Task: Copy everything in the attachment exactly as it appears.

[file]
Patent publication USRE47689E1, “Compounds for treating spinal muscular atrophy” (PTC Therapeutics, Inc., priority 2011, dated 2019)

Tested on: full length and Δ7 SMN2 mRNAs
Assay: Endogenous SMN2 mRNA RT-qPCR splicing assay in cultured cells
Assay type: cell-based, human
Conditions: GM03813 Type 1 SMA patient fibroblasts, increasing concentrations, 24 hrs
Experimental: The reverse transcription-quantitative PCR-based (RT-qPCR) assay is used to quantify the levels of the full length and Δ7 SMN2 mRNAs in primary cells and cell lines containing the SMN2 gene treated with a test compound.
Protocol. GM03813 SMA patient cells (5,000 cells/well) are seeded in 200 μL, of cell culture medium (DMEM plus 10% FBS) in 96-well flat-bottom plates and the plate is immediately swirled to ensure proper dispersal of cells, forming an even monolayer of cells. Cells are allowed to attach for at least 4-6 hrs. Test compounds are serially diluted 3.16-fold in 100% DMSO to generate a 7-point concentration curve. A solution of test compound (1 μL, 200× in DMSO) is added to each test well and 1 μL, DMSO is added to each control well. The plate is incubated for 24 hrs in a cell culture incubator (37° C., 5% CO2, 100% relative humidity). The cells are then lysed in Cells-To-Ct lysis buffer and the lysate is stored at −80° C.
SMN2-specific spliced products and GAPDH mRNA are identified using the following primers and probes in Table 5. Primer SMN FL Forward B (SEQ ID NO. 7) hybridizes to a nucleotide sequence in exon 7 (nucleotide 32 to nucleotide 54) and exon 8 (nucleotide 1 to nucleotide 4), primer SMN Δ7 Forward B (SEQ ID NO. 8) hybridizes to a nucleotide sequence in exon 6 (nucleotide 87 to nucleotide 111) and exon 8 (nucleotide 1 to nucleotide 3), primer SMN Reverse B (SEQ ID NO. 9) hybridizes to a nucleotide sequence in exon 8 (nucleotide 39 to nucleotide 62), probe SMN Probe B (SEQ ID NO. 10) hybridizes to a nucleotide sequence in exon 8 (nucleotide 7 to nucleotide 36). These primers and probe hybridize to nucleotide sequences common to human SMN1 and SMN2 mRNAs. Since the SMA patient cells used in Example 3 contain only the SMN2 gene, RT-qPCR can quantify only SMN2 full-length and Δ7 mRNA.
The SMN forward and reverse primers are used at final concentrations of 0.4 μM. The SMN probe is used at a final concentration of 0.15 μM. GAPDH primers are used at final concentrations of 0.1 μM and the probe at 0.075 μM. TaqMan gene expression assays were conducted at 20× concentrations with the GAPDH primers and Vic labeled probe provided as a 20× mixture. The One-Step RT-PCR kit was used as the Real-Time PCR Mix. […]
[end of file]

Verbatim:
Patent publication USRE47689E1, “Compounds for treating spinal muscular atrophy” (PTC Therapeutics, Inc., priority 2011, dated 2019)

Tested on: full length and Δ7 SMN2 mRNAs
Assay: Endogenous SMN2 mRNA RT-qPCR splicing assay in cultured cells
Assay type: cell-based, human
Conditions: GM03813 Type 1 SMA patient fibroblasts, increasing concentrations, 24 hrs
Experimental: The reverse transcription-quantitative PCR-based (RT-qPCR) assay is used to quantify the levels of the full length and Δ7 SMN2 mRNAs in primary cells and cell lines containing the SMN2 gene treated with a test compound.
Protocol. GM03813 SMA patient cells (5,000 cells/well) are seeded in 200 μL, of cell culture medium (DMEM plus 10% FBS) in 96-well flat-bottom plates and the plate is immediately swirled to ensure proper dispersal of cells, forming an even monolayer of cells. Cells are allowed to attach for at least 4-6 hrs. Test compounds are serially diluted 3.16-fold in 100% DMSO to generate a 7-point concentration curve. A solution of test compound (1 μL, 200× in DMSO) is added to each test well and 1 μL, DMSO is added to each control well. The plate is incubated for 24 hrs in a cell culture incubator (37° C., 5% CO2, 100% relative humidity). The cells are then lysed in Cells-To-Ct lysis buffer and the lysate is stored at −80° C.
SMN2-specific spliced products and GAPDH mRNA are identified using the following primers and probes in Table 5. Primer SMN FL Forward B (SEQ ID NO. 7) hybridizes to a nucleotide sequence in exon 7 (nucleotide 32 to nucleotide 54) and exon 8 (nucleotide 1 to nucleotide 4), primer SMN Δ7 Forward B (SEQ ID NO. 8) hybridizes to a nucleotide sequence in exon 6 (nucleotide 87 to nucleotide 111) and exon 8 (nucleotide 1 to nucleotide 3), primer SMN Reverse B (SEQ ID NO. 9) hybridizes to a nucleotide sequence in exon 8 (nucleotide 39 to nucleotide 62), probe SMN Probe B (SEQ ID NO. 10) hybridizes to a nucleotide sequence in exon 8 (nucleotide 7 to nucleotide 36). These primers and probe hybridize to nucleotide sequences common to human SMN1 and SMN2 mRNAs. Since the SMA patient cells used in Example 3 contain only the SMN2 gene, RT-qPCR can quantify only SMN2 full-length and Δ7 mRNA.
The SMN forward and reverse primers are used at final concentrations of 0.4 μM. The SMN probe is used at a final concentration of 0.15 μM. GAPDH primers are used at final concentrations of 0.1 μM and the probe at 0.075 μM. TaqMan gene expression assays were conducted at 20× concentrations with the GAPDH primers and Vic labeled probe provided as a 20× mixture. The One-Step RT-PCR kit was used as the Real-Time PCR Mix. […]